This weekend is Santa Cruz Clay, a show that will last for two days, and hopefully will help me to make some empty space in my studio!  Will I be grading papers AND manning my booth?  Hope not!  I think that all of my lesson planning is ready for next week.

When I realized that it was May Day today, I kept hearing a fighter pilot repeating urgently, "May Day! May Day!"  It feels a little bit like my plane is in a nose dive.  But, then I thought back to a May Day from childhood, where a neighbor once hung a homemade delicate cone of flowers on the knob of our front door.  I still remember the nosegay of pansies.  It was lovely and so thoughtful.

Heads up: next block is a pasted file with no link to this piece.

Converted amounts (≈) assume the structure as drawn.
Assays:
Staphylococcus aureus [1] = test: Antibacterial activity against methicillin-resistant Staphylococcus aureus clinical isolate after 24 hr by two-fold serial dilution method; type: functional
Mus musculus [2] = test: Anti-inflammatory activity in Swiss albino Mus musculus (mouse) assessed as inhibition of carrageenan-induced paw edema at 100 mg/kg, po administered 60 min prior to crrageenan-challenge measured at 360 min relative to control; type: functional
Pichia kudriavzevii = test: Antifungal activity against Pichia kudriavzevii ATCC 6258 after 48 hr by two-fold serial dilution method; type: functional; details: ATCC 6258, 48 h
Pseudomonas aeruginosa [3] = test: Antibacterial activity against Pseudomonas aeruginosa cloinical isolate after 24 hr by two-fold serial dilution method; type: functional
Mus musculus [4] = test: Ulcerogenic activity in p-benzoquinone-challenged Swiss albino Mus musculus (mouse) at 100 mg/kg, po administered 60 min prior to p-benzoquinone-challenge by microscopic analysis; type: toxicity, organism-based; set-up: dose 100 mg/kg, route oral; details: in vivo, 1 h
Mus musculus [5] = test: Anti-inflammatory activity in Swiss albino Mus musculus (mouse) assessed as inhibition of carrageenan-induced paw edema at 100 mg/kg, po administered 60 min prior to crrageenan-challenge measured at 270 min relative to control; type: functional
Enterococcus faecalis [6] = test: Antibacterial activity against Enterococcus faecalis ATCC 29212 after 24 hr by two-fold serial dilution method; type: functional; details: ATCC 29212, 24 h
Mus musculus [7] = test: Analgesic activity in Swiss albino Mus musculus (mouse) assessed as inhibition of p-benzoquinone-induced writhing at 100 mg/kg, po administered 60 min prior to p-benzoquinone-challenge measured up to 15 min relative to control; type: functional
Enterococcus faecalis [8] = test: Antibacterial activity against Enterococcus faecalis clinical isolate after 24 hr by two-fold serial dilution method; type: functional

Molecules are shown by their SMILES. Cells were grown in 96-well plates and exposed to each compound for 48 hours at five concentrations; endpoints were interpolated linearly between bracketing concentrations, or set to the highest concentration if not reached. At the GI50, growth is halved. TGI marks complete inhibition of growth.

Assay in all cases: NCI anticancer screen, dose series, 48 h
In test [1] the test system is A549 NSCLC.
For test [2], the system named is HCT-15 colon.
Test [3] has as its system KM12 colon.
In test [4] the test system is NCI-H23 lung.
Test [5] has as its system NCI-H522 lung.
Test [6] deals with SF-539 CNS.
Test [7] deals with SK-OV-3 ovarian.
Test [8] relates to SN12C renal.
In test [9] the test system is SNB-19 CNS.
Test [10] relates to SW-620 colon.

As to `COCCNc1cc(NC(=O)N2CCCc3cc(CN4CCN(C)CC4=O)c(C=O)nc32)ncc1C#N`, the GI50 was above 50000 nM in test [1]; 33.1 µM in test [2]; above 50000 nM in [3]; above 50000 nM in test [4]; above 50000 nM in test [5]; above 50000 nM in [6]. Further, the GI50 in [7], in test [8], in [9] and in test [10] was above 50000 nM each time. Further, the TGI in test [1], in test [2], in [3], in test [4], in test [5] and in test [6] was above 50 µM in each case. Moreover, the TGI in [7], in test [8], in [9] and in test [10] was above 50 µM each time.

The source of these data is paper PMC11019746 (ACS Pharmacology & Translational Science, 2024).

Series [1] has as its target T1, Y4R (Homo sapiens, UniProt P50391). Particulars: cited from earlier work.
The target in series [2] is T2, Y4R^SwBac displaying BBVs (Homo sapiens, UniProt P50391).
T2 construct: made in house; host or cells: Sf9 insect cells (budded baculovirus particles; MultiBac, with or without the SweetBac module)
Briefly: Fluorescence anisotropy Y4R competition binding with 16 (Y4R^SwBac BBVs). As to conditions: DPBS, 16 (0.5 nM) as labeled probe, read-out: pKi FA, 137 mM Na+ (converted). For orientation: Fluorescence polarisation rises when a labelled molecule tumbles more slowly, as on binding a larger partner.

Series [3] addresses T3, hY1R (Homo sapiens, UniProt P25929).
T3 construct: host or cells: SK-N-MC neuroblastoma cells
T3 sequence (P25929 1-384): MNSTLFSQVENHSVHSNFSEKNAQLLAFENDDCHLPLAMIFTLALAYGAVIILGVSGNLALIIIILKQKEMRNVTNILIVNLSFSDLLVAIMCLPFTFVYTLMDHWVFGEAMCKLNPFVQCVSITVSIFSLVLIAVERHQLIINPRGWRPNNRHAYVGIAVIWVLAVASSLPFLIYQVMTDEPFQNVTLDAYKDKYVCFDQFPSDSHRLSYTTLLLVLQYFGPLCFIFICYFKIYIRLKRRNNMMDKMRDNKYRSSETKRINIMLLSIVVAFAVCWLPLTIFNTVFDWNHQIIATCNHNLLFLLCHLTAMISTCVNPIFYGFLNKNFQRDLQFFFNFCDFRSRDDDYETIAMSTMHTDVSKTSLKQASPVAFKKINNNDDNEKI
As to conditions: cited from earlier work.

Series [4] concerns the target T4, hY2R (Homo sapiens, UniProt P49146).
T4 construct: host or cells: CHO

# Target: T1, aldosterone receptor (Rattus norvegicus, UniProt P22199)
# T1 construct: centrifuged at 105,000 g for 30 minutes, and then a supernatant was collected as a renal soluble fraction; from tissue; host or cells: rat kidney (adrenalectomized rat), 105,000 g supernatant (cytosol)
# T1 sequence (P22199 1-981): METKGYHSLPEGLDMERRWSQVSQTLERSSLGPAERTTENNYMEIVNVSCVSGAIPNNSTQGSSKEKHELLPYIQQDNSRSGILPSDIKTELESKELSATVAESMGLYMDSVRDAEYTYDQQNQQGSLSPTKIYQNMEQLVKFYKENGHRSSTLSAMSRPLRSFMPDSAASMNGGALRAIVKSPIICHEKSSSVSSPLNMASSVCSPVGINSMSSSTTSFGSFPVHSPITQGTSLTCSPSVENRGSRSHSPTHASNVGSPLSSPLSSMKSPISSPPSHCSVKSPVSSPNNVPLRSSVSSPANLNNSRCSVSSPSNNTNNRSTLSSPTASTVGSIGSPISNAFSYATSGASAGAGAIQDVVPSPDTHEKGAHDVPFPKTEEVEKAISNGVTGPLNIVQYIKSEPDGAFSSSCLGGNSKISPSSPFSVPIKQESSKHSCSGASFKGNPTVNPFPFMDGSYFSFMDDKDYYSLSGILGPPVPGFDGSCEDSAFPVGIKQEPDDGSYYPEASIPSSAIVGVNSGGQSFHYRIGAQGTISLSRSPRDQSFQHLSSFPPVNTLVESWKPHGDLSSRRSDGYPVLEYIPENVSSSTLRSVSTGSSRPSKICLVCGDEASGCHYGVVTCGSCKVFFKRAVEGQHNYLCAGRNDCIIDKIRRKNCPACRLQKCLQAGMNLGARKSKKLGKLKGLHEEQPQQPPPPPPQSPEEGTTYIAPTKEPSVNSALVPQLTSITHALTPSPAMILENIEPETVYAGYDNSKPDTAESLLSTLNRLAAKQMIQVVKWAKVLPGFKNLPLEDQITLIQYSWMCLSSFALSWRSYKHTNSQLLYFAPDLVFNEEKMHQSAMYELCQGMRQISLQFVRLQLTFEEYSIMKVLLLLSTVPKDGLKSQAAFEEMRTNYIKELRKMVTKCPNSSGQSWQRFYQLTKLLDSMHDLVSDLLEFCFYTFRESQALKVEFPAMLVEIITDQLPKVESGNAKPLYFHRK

By far, my favorite May Day was spent in Rome.  I had given notice at my job.  We had navigated awkwardly through Fiumicino.  Grant, Susie, and I had just walked out of the front door of our hotel, to begin our first official day in Europe.  Suddenly, we got caught up in a parade of marchers carrying banners for May Day.  We walked for a while, the only marchers not wearing red.  I kept thinking that Larry would be horrified if he knew.  It was such a glorious feeling, to be in such an amazing city, and to be part of an enthusiastic crowd of unified workers.  So, I'm choosing to think back on this particular, memorable May Day.  Ahhhhh, the dazzle and the forgetfulness of cares that travel brings.